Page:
There are many ways one can file for chapter 11 bankruptcy. One can file for chapter 11 bankruptcy by proposing a plan in which the debtor plans on paying back debts over time.
What happens if you file bankruptcy differs depending on what chapter of bankruptcy you or your business decides to file under. The most common form of bankruptcy for the individual is Chapter 7. Under Chapter 7 bankruptcy, the banks may liquidate property and assets-except things that are explicitly protected. After this, most debts are forgiven-but not all, as certain debts do not qualify. Your credit score will then be severely damaged by the filing, but you will be free to slowly bring it back up as you will not be suffocated by debt. The article below goes into further detail on the process of bankruptcy.
Bankruptcy is a legal tool individuals and companies use when they are no longer able to repay debits. In the United States their are two sorts of personal bankruptcy. 1) Chapter 13 Bankruptcy, or reorganization Bankruptcy lets an individual work with their creditors to pay back debts without the threat of foreclosure or harassment. This lets someone do the right thing and pay people back. 2) Chapter 7 Bankruptcy is a more extreme step. During Chapter 7 one continues to make essential payments while paying nothing to other creditors. Next, all assets are liquidated and distributed to creditors.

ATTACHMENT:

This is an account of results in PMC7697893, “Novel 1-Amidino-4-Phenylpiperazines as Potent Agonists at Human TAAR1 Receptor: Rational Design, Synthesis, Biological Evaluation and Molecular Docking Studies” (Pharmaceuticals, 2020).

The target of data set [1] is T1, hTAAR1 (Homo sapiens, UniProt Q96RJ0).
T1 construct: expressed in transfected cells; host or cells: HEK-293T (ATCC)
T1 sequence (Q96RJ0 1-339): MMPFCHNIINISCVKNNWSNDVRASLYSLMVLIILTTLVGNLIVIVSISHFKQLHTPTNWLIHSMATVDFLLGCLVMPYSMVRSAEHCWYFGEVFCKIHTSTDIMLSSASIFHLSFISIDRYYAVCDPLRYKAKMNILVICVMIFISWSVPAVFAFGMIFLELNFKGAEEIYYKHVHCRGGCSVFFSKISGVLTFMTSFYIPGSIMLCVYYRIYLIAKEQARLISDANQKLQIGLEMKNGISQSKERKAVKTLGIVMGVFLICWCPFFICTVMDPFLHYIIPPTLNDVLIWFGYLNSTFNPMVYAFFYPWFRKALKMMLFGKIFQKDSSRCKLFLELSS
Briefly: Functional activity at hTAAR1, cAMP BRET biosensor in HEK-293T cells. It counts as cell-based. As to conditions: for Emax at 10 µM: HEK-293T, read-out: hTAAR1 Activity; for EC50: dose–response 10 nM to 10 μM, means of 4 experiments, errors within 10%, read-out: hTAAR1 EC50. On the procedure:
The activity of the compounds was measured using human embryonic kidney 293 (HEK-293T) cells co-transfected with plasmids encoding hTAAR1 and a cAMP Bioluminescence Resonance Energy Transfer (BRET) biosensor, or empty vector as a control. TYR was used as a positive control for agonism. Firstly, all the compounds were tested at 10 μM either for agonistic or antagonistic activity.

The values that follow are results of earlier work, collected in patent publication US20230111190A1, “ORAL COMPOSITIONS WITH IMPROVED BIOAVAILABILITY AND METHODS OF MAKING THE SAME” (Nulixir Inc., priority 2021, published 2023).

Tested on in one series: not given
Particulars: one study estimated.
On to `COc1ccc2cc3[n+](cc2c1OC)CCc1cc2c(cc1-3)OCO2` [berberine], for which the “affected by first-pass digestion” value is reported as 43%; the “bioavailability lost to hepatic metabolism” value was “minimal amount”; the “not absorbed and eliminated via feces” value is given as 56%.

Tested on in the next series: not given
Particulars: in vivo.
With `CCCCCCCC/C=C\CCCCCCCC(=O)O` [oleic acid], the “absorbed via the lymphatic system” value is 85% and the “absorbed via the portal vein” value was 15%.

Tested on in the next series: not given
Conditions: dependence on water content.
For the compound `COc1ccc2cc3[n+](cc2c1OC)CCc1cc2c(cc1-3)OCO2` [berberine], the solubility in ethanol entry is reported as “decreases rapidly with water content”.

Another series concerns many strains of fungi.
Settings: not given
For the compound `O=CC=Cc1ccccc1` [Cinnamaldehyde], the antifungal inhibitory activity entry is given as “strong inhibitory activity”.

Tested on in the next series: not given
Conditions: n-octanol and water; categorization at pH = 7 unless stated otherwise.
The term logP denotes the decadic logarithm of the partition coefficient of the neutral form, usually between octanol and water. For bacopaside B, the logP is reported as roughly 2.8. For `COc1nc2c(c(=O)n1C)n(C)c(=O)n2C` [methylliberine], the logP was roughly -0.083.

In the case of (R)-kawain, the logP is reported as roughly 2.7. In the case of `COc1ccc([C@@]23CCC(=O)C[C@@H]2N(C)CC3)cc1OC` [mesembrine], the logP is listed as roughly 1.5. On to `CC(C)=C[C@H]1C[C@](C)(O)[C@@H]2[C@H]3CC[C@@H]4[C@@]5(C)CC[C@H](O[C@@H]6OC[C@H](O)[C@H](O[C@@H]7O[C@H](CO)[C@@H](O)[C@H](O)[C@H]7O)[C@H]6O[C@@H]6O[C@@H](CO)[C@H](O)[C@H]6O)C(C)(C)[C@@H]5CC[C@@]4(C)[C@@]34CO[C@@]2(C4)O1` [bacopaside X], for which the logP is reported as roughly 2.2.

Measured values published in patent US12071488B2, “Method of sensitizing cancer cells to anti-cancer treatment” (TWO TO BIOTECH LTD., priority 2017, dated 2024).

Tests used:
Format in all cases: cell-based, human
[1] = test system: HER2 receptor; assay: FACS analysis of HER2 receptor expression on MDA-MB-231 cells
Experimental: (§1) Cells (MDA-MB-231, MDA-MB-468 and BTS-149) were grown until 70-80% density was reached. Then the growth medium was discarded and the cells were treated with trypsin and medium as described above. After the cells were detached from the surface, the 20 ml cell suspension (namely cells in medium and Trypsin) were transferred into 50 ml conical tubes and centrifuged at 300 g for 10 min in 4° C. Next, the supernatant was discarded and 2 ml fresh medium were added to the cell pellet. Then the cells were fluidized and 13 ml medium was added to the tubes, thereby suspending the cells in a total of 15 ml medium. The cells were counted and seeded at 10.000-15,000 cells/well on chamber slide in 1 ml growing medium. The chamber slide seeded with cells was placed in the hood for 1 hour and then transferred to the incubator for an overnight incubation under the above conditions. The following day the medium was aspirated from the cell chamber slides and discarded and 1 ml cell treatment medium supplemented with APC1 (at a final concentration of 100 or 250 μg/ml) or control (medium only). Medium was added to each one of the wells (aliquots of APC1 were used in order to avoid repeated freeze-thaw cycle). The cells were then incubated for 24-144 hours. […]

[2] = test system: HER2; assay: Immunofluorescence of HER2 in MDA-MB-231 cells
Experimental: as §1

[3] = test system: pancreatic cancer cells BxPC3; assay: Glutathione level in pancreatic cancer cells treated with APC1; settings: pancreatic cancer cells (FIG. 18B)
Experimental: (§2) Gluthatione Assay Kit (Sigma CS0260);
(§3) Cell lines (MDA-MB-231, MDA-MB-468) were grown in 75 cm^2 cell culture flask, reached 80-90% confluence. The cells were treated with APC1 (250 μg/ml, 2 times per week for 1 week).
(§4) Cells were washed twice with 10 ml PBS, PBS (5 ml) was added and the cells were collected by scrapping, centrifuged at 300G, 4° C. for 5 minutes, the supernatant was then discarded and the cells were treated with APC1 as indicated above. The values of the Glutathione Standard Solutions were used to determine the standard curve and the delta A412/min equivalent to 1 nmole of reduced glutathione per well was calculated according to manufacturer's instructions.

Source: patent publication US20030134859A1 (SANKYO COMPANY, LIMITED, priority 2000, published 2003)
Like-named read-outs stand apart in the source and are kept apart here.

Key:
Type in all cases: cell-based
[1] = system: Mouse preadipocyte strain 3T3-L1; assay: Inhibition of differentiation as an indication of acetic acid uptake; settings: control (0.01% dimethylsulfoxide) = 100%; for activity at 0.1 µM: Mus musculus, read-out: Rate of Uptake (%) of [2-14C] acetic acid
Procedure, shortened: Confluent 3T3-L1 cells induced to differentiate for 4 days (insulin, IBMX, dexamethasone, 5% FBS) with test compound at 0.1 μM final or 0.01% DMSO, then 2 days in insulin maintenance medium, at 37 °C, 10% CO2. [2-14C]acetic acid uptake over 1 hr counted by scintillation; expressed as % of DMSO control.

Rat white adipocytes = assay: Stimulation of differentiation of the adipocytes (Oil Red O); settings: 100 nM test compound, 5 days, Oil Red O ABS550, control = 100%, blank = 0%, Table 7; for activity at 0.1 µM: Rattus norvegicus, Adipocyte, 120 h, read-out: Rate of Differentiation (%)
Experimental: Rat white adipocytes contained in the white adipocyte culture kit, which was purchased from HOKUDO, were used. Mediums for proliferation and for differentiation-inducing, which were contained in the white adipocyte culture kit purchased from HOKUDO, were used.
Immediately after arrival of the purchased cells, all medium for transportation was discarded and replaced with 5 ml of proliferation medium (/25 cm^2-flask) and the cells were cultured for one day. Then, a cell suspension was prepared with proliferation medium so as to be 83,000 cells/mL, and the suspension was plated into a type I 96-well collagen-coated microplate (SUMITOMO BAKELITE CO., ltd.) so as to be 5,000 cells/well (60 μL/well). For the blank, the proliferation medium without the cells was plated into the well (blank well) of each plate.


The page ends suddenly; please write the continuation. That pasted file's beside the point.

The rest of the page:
Filing for bankruptcy can have a lasting effect on your credit and that can cause some difficulties in getting any type of credit. Unfortunately, bankruptcy stays on your credit report for 7-10 years, after which time it is on your to work to get credit back!
Chapter 7 bankruptcy is a final liquidation of the company. Assets are sold off to pay debt. Chapter 11 bankruptcy is a rehabilitation bankruptcy. The company (or individual) is given a chance to retain their assets and get their financial status back on firm footing.
By not making your payment to the trustee. He will see you fell behind, and file a motion to dismiss your case. OR, pay back the entire amount you owe in a lump sum.
Yes, after a bankruptcy has been discharged (a 10 year period if chapter 7 was filed), the possibility of filing bankruptcy again is open. If you live long enough, you can file several times. This gives new meaning to the phrase, "Live long and prosper."
Declaring bankruptcy does not allow you to go out and spend money without having to pay it back. Yes, the debt is not covered by the Chapter 13 filing, so they can do what they can to collect the new debt.
yea, they are your possetions, so the bank will sell them to get money back
You give your car back to the bank after filing bankruptcy, the bank will ask your attorney for the vehicle back and give you a certain amount of time and the location to return it to. Definitely do not give it back before you file you will need to have it discharged legally from your debts.
no you dont have to